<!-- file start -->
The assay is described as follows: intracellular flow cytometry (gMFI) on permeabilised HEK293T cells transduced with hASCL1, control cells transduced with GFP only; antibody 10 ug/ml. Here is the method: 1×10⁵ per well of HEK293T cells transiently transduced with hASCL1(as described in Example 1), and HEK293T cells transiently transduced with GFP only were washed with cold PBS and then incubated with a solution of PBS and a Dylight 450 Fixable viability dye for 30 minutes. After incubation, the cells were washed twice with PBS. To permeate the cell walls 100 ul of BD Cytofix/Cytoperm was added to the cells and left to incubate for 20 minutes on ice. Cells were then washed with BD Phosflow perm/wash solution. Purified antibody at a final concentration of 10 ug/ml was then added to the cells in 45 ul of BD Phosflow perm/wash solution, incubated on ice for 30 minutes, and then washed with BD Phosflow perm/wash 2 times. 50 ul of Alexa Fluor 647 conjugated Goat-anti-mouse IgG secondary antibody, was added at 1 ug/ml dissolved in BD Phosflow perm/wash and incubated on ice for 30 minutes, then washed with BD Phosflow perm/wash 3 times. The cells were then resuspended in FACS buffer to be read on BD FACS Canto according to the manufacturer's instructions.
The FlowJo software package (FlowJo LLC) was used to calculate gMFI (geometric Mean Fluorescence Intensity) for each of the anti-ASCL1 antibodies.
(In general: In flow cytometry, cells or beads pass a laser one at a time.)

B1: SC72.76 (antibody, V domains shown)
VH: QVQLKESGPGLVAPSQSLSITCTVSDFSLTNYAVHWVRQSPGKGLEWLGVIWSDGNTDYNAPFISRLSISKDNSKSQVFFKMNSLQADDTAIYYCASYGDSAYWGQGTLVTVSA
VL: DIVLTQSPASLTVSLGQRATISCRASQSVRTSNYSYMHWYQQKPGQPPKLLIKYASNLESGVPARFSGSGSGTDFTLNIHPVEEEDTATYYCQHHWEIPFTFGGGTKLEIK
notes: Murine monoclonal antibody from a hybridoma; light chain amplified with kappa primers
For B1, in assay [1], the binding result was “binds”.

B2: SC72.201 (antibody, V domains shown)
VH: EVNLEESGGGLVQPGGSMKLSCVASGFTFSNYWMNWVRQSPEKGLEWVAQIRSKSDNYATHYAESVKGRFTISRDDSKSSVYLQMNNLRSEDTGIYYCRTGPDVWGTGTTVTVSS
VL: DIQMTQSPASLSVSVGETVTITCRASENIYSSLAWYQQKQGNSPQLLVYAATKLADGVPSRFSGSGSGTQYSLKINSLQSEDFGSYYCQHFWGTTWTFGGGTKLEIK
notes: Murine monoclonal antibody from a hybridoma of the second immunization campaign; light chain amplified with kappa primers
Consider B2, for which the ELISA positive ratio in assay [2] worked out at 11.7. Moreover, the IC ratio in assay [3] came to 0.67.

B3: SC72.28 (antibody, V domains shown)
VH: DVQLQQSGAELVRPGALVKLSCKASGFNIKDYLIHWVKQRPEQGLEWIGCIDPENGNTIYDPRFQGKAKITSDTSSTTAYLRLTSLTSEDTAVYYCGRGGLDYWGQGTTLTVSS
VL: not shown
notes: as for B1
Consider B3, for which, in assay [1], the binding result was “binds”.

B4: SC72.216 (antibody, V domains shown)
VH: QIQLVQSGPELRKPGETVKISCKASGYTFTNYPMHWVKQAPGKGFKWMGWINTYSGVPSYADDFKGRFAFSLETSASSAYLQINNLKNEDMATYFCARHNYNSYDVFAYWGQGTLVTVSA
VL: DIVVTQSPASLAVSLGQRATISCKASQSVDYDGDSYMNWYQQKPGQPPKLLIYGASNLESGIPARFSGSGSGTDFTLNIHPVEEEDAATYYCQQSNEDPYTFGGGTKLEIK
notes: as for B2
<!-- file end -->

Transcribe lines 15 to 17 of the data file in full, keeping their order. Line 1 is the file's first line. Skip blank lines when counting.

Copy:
VH: DVQLQQSGAELVRPGALVKLSCKASGFNIKDYLIHWVKQRPEQGLEWIGCIDPENGNTIYDPRFQGKAKITSDTSSTTAYLRLTSLTSEDTAVYYCGRGGLDYWGQGTTLTVSS
VL: not shown
notes: as for B1